“The Times criticism is not completely fair,” according to Kamp, “but it is indicative of the skepticism out there. We must do this right and well, and the clock is ticking. What we don’t want is an EU-like privacy regulatory scheme which mandates informed consent for use of any cookies on a consumer brouser. That could kill much effective U.S. marketing.”
Jan. 26, 2012 – Avoiding conflict of interest in continuing medical education (CME) may seem like a daunting task, but companies can produce high-quality CME programs that skirt commercial bias if they implement several key strategies, including peer review, according to a recent article in Medical Marketing & Media.
The article describes a newly released video produced by CME Peer Review – “Conflict of Interest: The Bottom Line” – which includes the views of prominent CME stakeholders.
In the video, Coalition for Healthcare Communication Executive Director John Kamp states that “Providers of CME are following the rules. And things are getting better all the time in this area because people are essentially educated.”
The video stresses that peer review is an important tool in both resolving conflict of interest and ensuring high-quality content, the MMM article states.
“Resolution of COI is really pretty easy,” Kamp said. “If someone has a conflict on something they’re speaking about, they disclose it. And we make sure, as much as possible, using peer review and other ways, that it’s not a biased review or use or suggestion on those drugs,” he added.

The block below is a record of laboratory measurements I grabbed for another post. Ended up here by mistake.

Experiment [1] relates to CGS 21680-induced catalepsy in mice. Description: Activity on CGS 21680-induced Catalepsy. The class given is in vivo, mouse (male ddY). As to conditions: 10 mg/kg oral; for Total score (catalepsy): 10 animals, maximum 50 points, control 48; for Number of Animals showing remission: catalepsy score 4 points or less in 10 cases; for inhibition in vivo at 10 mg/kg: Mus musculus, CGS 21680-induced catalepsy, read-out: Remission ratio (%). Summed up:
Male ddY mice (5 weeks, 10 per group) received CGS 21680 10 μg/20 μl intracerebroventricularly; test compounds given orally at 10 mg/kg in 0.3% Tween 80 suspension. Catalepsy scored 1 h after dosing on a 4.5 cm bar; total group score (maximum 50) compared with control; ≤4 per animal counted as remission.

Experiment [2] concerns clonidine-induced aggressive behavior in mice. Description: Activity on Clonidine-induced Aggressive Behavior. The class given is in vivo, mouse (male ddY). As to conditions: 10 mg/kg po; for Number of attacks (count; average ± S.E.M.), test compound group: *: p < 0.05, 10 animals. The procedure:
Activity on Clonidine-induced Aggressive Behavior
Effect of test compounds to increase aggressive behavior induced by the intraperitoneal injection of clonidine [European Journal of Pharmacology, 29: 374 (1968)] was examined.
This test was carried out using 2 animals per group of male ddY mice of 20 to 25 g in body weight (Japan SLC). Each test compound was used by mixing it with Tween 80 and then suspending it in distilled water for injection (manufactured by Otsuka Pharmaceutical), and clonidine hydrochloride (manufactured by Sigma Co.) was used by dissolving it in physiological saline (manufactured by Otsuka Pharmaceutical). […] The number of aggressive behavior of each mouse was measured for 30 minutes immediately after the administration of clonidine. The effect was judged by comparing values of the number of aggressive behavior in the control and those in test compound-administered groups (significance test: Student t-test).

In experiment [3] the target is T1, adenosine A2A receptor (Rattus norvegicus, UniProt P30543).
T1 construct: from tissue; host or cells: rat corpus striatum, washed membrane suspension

To read the full MMM article, go to http://www.mmm-online.com/video-reflects-struggle-to-keep-bias-out-of-cme/article/224031/
Jan. 20, 2012 – Common sense should tell people that some of celebrity chef Paula Deen’s infamously unhealthy dishes – a burger topped with a fried egg served between two glazed donuts or a “Fat Darrell Sandwich,” which combines chicken fingers, french fries and breaded mozzarella sticks on a large roll – should not be a routine part of anyone’s diet, diabetic or otherwise.
However, this week pharmaceutical company Novo Nordisk has taken some heat over its relationship with newly announced type 2 diabetic Deen, who is known for her decadent, high-fat, high-sugar recipes.
“Bring on the controversy,” says John Kamp, Executive Director of the Coalition for Healthcare Communication. “Who better than a notorious sinner to address the congregation?”
Deen, who recently launched a Web site, http://www.diabetesinanewlight.com, sponsored by Novo Nordisk, has had Type 2 diabetes for three years, but came forward with the information only as the new site went live. She and her sons, Bobby and Jamie Deen, also will be featured in a Novo Nordisk ad campaign which begins Jan. 25.
Many colleagues, media outlets and Deen fans are criticizing her for withholding her status as a diabetic while she continued to promote recipes that do not support a healthy lifestyle. They also appear to find it unseemly that she did not reveal that she was a diabetic until she had become a part of the Novo Nordisk campaign featuring Victoza, which Deen uses to treat her condition.